This leads us to third gear as we transition into the call to “the breaking of bread”. We are gaining momentum as this element flows from our discussion on fellowship. Yet the breaking of bread also contains some unique distinctions of its own. The breaking of bread is reminiscent of gathering for Holy Communion or the Lord’s Supper, which we do this morning. For the early church, and for churches that emerged thereafter, this was a symbolic gathering that contained both elements of celebration as well as lament. There is a deep sadness that is re-enacted in the last supper, recalling the last night, recalling the essence of sacrifice and suffering that was in the air. Yet…there was also a strong dimension of celebration in the air as well. The communion was an indication of the breaking in of God’s Kingdom through Christ. It was a symbol of this massive table where Jesus welcomed all ~ the lost and the found, the hungry and the filled…all gathered ~ together. The call to the breaking of the bread was this challenge to hold in tension the polar faith opposites of suffering and joy, of sacrifice and fulfillment, of brokenness and unity…all culminating in this simple, yet profound moment when bread is broken and wine is shared and Jesus is present. You will recall that, when we gather in person, we take communion Sundays as an opportunity to encourage people to bring a few items from their pantry to stock-up our Food Pantry Ministry which serves many folks in need who come in through the week. That was the nature of the love feast that was shared by the early Christians who gathered. All would gather…all would be welcomed at the table…all would feast. Some would be in need at home, and take some supplies home to get them through; others would not. All would celebrate…All would come to the party for “the breaking of bread!”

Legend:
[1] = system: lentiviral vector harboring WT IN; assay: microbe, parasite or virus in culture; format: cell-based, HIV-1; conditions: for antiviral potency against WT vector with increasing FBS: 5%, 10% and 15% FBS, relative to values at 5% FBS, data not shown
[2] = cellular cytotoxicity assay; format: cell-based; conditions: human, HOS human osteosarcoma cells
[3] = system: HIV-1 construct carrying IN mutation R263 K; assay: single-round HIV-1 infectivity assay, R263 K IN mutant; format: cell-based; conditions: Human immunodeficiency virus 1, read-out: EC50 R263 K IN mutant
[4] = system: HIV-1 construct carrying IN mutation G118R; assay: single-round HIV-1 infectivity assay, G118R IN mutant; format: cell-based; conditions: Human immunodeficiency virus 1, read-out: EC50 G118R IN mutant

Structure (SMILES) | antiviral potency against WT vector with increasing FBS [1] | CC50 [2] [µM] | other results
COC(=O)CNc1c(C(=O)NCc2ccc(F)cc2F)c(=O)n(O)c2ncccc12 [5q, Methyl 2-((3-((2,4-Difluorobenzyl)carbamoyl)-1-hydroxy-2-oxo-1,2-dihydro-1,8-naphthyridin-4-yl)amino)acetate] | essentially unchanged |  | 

Finally, we shift into the fourth dimension of Christian living: “devotion to the prayers”. Scholars posit that there was most likely a certain set of prayers that the early Christians recited, hence the reference to “the prayers”. Perhaps it was the Lord’s Prayer, or praying the Psalms or some other form of prayer that is lost in the sands of time? We will never know. Now, certainly, there is no ‘right’ way to pray, yet there is a reminder here of the importance in having a devotion to one’s practice prayer. How do you pray? How do you listen to God? How do you speak to God? Is your practice fresh and life-giving or has it grown stale? Liturgy professor, James White, notes how prayer can be separated into five different forms: praise, thanksgiving, confession, petitions containing our personal prayers, and lastly intercessory prayers for others. He suggests that the most difficult prayer to offer is praise. It is easy to give thanks for blessings, to confess those areas we have gone astray, to offer our personal petitions and our intercessory prayers for others. But to acknowledge the tremendous outpouring of God’s grace unto us, to be touched by God’s love directed towards us, to begin to take in God’s life poured out in Jesus for us…well that risks changing us forever. To do so causes us to pour out and share that life with everyone. A devotion to “the prayers” is something that changes us…it changes us into the church…it shapes us into God’s people…it corrects our course towards Jesus’ Way.
“They devoted themselves to the apostles’ teaching and fellowship, to the breaking of bread and the prayers”…and so the church grew in them, and through them, (and sometimes even) in spite of them. May we be the Easter people called ‘the church’.